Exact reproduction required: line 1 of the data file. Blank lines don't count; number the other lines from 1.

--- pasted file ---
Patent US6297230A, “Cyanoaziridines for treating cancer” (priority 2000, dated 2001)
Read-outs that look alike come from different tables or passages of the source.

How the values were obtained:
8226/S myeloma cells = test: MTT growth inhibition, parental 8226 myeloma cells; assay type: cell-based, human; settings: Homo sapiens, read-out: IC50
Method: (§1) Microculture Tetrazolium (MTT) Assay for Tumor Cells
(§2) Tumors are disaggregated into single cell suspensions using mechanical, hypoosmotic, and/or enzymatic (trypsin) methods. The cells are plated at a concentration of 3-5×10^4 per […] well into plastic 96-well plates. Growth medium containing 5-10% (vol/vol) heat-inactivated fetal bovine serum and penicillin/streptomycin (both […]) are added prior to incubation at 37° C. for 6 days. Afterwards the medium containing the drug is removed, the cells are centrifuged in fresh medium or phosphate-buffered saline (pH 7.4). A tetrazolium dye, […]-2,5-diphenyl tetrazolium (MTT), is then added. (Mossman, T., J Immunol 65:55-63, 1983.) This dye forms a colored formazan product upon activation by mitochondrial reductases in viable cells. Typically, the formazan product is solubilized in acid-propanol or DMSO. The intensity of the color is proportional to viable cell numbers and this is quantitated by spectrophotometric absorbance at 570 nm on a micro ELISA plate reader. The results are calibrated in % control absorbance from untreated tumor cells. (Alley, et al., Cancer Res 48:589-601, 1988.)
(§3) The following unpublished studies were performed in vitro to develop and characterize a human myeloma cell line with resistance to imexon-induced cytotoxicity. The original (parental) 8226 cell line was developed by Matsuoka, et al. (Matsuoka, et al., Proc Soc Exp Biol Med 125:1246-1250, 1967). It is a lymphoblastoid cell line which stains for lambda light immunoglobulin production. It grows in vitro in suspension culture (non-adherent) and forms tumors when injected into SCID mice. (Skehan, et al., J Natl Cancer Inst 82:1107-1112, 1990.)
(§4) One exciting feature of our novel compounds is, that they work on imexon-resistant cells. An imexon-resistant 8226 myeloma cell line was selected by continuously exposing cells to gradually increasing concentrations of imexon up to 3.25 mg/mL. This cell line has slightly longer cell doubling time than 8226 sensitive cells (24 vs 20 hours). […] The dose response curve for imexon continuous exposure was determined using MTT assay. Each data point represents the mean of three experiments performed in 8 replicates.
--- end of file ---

Patent US6297230A, “Cyanoaziridines for treating cancer” (priority 2000, dated 2001)